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Saturday, March 12, 2011

The 160th anniversary of the start of the Civil War is approaching. Reading about that event, which historians unanimously view as a great turning point in our country's life, I keep coming across facts that tease my sense of Deja vu.

For instance, the Republican party's platform in 1860, on which Lincoln ran, contains the following plank:

"That the Republican Party is opposed to any change in our naturalization laws, or any state legislation by which the rights of citizenship hitherto accorded by emigrants from foreign lands shall be abridged or impaired; and in favor of giving a full and efficient protection to the rights of all classes of citizens, whether native or naturalized, both at home and abroad."

In the context of the era, this provision promised repudiation of the "know-nothing" and nativist movements that were the tea party patriots of the day.

Another plank demanded:

"That appropriation by Congress for river and Harbor improvements of a National character, required for the accommodation and security of an existing commerce, are authorized by the constitution and justified by the obligation of Government to protect the lives and property of its citizens."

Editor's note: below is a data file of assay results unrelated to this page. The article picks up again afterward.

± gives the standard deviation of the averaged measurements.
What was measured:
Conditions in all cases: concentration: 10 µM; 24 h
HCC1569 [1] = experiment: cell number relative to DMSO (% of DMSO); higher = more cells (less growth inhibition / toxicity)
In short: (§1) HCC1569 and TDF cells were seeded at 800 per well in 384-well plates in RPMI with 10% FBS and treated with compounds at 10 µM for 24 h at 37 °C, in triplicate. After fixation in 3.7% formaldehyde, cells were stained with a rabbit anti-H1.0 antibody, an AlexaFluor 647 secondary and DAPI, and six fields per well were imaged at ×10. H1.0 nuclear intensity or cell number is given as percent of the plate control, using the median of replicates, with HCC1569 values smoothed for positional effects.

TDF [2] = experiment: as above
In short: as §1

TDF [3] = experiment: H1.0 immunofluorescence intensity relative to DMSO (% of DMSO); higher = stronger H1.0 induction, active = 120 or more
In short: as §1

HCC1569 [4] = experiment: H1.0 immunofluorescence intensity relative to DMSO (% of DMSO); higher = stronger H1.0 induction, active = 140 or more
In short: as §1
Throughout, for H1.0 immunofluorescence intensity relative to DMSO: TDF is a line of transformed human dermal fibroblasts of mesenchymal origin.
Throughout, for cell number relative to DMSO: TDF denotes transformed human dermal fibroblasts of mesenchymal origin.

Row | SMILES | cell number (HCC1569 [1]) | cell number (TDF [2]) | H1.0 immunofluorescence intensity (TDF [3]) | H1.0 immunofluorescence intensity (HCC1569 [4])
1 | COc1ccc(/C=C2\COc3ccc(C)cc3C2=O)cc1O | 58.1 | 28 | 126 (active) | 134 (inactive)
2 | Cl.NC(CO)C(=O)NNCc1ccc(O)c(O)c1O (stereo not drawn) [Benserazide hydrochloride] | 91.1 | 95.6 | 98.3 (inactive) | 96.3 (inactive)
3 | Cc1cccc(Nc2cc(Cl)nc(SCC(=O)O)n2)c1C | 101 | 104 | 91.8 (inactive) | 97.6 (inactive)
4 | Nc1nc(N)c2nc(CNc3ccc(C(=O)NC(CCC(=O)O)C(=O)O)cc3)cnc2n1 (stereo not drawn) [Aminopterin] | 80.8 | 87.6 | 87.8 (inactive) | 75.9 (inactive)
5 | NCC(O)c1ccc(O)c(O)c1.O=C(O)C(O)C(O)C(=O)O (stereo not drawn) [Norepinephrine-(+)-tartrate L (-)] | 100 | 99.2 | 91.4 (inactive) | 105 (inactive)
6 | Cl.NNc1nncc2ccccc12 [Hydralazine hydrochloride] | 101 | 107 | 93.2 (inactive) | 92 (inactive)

"That a railroad to the Pacific ocean is imperatively demanded by the interests of the whole country; that the Federal Government ought to render immediate and efficient aid in its construction; and that, as preliminary thereto, a daily overland mail should be promptly established."

Today, these planks would certainly be rejected by any Republican candidate as socialist.

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